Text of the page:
I’ve been tinkering this week for a new approach to building basic web sites driven by a single HTML file (with a backend of sophisticated CSS and Javascript). It’s a style you can start to recognize — see Medium, Sports Illustrated, and countless others once you tune into it.

It is exploding. This is a future of web design based on Bootstrap, a framework first created by twitter that is focused on responsive (any device it reformats) and actually a mind set of mobile first in design. But it looks gorgeous in a web browser too. And it looks must less “pagey” than what came before it. And it is standalone- it needs no database, and can run in a browser offline.

And it is also exciting to be dabbling with a new approach for web design. It is not, however, something that you make through a GUI interface, punching buttons, and menus– you need to get in the code. You do not need to understand how it works (I am a model of that). This is not a tutorial but my own record keeping as I start learning how to build.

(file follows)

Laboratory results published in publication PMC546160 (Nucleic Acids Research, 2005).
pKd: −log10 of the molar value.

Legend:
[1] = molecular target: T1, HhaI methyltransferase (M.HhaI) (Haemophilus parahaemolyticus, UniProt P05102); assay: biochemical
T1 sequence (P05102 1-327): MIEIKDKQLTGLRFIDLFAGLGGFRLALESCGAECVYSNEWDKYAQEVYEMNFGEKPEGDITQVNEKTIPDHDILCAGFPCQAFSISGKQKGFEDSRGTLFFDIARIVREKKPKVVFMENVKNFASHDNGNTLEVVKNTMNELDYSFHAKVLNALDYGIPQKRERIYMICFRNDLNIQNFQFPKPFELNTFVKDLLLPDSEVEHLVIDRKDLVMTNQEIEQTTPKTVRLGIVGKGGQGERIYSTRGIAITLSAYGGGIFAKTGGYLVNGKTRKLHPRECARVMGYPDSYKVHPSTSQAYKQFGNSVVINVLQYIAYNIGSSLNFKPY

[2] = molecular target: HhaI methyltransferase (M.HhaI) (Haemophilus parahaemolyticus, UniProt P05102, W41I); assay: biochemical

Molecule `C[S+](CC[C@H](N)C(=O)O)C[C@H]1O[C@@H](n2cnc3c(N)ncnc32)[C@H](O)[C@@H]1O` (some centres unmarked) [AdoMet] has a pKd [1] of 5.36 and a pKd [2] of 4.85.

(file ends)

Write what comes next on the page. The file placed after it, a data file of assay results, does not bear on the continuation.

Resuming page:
But stop talking and start showing. I am using this for a new version of my “calling card” or a “landing page” site at http://cogdog.info — explore it first, then I will roll through what I have done here.

New site for cogdog.info
New site for cogdog.info

And the same site on a mobile

cd-mobile

I bought the domain a few years back, and for a while simply had it pointed to my About.me site which is easy to set up and connect to your various social media sites. What I liked for a while was that it had a contact form, so people could message me. Then they changed the way it worked, so you have to log into About.me to leave a message. Then it turned into something that keeps messaging me when people “like” the site. And its run by AOL.